One of my favourite brands is Apple

They own the entire ‘less is more’ schtick and have been used as reference on pretty much every brief I’ve been privy to. When a client says to me “Make it like the apple website!” I know I’ll have my work cut out for me.

50 Shades of Vanilla

Not that there’s anything inherently wrong with aspiring to be like Apple (if only numerous brands Microsoft would have adhered to the ‘less is more’ analogy a lot sooner). However, it’s a double-edged sword: once inspiration has transpired en-masse into the marketing communications and brand websites of every tech, FMCG and sports brand in existence, suddenly what used to be cutting-edge is now 50 Shades of Vanilla.

Derivatives are commonplace in the design world and more importantly, they are a necessity — they are what turn experimentation into trends. We also need to understand the past and present before being able to evolve.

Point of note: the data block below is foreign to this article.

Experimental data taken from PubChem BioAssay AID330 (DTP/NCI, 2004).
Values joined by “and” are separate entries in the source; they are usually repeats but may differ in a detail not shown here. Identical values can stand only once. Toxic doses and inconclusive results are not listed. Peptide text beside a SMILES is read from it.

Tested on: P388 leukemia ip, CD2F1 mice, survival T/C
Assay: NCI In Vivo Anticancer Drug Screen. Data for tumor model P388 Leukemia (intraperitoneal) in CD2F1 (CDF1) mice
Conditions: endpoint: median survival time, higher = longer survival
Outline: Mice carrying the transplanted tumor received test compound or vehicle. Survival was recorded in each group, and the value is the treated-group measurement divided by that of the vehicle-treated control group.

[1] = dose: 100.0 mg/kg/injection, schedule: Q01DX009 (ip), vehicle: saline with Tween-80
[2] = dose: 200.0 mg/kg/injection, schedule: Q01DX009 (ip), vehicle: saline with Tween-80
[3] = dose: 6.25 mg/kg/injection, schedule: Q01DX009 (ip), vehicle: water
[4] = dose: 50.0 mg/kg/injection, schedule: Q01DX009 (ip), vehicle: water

Steve Jobs once said…

“Design is not just what it looks like and feels like. Design is how it works.”

A quote that is beginning to sound as though it perhaps died with him. Well, at least the second half of it may have. Modern design is becoming an exercise in being on trend rather than being innovative or heaven forbid — functional.

Reinventing the wheel

Breaking design convention and going against the grain is all well and good if you’re creating a website for your dog, producing a nightclub flyer or entering a poster design competition for your local college, but when it comes to designing a piece of communication that needs to be useful and easily read from a distance, basic design principles should be adhered to.